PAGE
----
Sunday, May 19, 2013

The big cool down hikes up tourism in Miami Beach

Miami Beach today
By Jane Feehan

Air-conditioning, invented by Dr. John Gorrie* of Apalachicola, FL during the 1850s, made its debut in Miami during the 1930s when Hill York Company was founded by Ron Nitzsche and Everett Carroll. Six such companies were listed in the telephone directory by the end of that decade.

Hill York claims their first system was sold to the Roney Plaza Hotel (no year mentioned). The Albion Hotel in 1939 boasted an air-conditioned dining room in its ads. The Leamington and Liberty hotels in 1946 advertised as being fully air-conditioned (not central). Howard Kleinberg, Miami Beach historian and Miami News reporter, wrote that the Martinique Hotel, opened in 1946 at 6423 Collins Avenue, was the first centrally cooled hotel.

The 12-story Martinique (today the site of the Mar del Plata condominium) was designed by Roy France, later noted as one of Miami Beach’s Art Deco architects. The $2 million hotel, with 134 rooms, advertised as being centrally and fully air-conditioned. The 160-room Kenilworth Hotel opened its doors later the same year and was also centrally air-cooled.

Whatever hotel was really first, by 1955 nearly all major hotels in Miami Beach were fully and centrally air-conditioned, attracting more visitors. During the mid-1950s to the early 1960s, Miami Beach was one of the most popular resort cities in the U.S., thanks, in part, to air-conditioning. The technology extended the winter tourist season well into summer. It was also a factor in Florida's explosive growth during the 1950s.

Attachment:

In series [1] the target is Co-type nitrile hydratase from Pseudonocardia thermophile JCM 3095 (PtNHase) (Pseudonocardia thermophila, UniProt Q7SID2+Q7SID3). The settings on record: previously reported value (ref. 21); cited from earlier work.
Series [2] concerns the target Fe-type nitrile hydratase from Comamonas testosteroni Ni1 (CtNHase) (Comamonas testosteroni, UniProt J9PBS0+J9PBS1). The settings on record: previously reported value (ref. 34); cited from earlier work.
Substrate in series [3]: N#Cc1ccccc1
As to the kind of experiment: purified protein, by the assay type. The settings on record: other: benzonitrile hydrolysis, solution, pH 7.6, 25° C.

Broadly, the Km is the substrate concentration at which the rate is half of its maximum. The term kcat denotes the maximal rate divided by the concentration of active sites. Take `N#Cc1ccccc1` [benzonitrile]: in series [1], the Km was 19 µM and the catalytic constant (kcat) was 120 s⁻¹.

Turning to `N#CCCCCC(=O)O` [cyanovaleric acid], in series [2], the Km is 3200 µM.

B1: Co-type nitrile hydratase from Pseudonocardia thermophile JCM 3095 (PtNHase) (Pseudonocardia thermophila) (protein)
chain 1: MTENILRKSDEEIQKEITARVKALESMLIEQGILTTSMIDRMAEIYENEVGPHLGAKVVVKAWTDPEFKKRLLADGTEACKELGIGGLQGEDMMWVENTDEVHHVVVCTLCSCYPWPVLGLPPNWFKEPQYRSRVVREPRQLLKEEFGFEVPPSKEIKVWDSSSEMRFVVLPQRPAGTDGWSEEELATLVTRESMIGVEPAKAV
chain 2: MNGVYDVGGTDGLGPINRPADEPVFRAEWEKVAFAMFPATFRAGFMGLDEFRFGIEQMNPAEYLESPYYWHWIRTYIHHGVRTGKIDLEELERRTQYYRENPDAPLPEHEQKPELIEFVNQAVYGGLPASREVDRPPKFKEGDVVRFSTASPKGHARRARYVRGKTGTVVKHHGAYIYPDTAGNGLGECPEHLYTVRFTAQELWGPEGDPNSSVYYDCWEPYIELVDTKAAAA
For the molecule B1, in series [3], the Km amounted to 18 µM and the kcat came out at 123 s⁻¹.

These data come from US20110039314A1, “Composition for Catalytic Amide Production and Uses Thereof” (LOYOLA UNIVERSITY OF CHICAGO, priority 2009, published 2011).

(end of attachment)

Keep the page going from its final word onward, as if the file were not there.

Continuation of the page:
Hill York Company moved its headquarters to Fort Lauderdale but maintains a branch office in Miami. Copyright © 2013. All rights reserved. Jane Feehan.

* Dr. Gorrie (1803-1855), born on the island of Nevis, moved to Florida where he treated and studied tropical diseases. He thought bad air led to the spread of disease. He put ice in basins and suspended them from ceilings to cool the air. Gorrie stopped practicing medicine to develop a form of refrigeration but died in near obscurity. The idea of air-conditioning lay dormant for 50 years.

Kleinberg, Howard. Miami Beach: A History. Miami: Centennial Press (1994).
Kleinberg, Howard. Woggles and Cheese Holes. Miami: The Greater Miami & The Beaches Hotel Association (2005).
Palm Beach Post, Oct. 27, 1946.
Hill York

Tags: Miami Beach history, history of air-conditioning, Miami Beach hotel history, tourism history, Martinique Hotel, Kenilworth Hotel, Albion Hotel, historical research, film researcher

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